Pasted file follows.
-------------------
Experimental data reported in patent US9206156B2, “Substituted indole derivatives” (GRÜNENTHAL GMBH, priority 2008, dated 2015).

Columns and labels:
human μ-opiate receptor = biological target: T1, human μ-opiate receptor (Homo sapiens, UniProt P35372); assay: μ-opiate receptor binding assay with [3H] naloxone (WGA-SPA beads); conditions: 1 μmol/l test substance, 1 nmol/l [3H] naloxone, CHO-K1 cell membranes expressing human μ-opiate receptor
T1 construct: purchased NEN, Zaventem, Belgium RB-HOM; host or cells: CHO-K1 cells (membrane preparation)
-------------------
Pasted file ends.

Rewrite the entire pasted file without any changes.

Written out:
Experimental data reported in patent US9206156B2, “Substituted indole derivatives” (GRÜNENTHAL GMBH, priority 2008, dated 2015).

Columns and labels:
human μ-opiate receptor = biological target: T1, human μ-opiate receptor (Homo sapiens, UniProt P35372); assay: μ-opiate receptor binding assay with [3H] naloxone (WGA-SPA beads); conditions: 1 μmol/l test substance, 1 nmol/l [3H] naloxone, CHO-K1 cell membranes expressing human μ-opiate receptor
T1 construct: purchased NEN, Zaventem, Belgium RB-HOM; host or cells: CHO-K1 cells (membrane preparation)